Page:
Karen Silverman was recently named Office Managing Partner for Latham & Watkins’ San Francisco office, has been listed among the Top Women Lawyers for several years, was named by The Daily Journal as a Top 100 lawyer in California and is a Chambers-ranked partner in antitrust counseling and litigation.  She says that effective leadership requires, “credibility, reason, insight, humor, hubris, some creativity, and a balance of a strong sense of direction on the one hand and sufficient open-mindedness on the other.” When asked how a slowing economy changes things for law firm leaders, she declares, “Each of those qualities becomes more intensely important.”

Unlike Bingham, Latham does not have a formal leadership development program. However, Latham is well-known for its committee system, which allows for a transparent decision-making process and provides numerous opportunities for leadership roles.  “Our Associates Committee, for example, has input into partnership decisions and other management activities important to the firm,” notes Silverman. Partners and associates comprise the committee in roughly equal proportion - and many associates continue on to other leadership roles (including Bob Dell, most notably, who served on the committee as an associate before he eventually became Chairman of the firm).

When asked what she has done to develop herself as a leader, Silverman states, “Watch, listen and learn. Repeat. A lot. I read some, and ask questions, also a lot. The questions get smarter before I do.”  She goes on, “The philosophy by which a firm methodically and with discipline refreshes leadership and encourages leadership at all levels, is a deeply cultural matter.”

Often one of the primary tasks of a firm leader is to grow and build key practice areas. This has become more difficult in recent economic times.  Sharon Flanagan is the managing partner of Sidley’s San Francisco office, a role she assumed at the age of 39. Sidley currently has 55 lawyers in San Francisco who practice in areas including antitrust, securities litigation, IP litigation, white collar, capital markets, M&A, hedge funds, tax and health care. Since becoming the office MP, Sharon has focused on strategic growth, adding a hedge funds practice, a white collar practice and a tax practice.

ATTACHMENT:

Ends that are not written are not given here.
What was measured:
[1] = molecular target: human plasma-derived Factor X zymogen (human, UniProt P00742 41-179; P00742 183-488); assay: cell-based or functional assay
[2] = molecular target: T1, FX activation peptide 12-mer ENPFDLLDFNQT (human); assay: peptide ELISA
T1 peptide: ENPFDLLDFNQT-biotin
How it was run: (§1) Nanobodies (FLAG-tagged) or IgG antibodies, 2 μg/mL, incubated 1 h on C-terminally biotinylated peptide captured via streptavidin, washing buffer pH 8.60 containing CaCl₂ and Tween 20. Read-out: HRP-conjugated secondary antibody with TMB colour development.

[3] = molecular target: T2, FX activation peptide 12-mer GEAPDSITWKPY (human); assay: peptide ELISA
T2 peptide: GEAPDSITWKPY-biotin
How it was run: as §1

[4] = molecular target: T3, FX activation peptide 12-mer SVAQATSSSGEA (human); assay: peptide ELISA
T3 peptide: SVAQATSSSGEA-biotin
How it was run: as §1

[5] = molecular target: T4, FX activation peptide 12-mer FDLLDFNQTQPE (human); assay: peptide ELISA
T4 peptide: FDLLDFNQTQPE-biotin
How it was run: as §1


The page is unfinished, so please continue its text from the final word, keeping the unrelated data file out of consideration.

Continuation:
In addition to the new practice groups, she also opened an office in Palo Alto: “We believed we could offer companies in Silicon Valley the top tier practices they would need to compete in a business environment that has become increasingly global and focused on regulatory initiatives. We were able to execute this strategic plan and open the office in January of 2009 notwithstanding the financial crisis, because we have the resources and long-term perspective to make that investment, “says Flanagan. Under the leadership of Tom DeFilipps, Sidley now has 25 attorneys in Palo Alto.

Training is Continuous
Each of the young leaders we spoke with continues to be mentored by more senior members of the firm who convey and preserve the core cultural values of the firm. Sidley’s West Coast offices are led by Anne Rea who is on the firm’s 10-person Management Committee.  Flanagan notes, “I have known Anne since I was a summer associate in Chicago and have watched and learned from her leadership style over the past 17 years. Anne is an incredible leader who is able to bring people together and build consensus. Consensus-building is a hallmark of the Sidley approach to leadership.  Even when difficult decisions need to be made, it helps when everyone has a voice in the decision and has been heard.”

Focus Needs to be Clear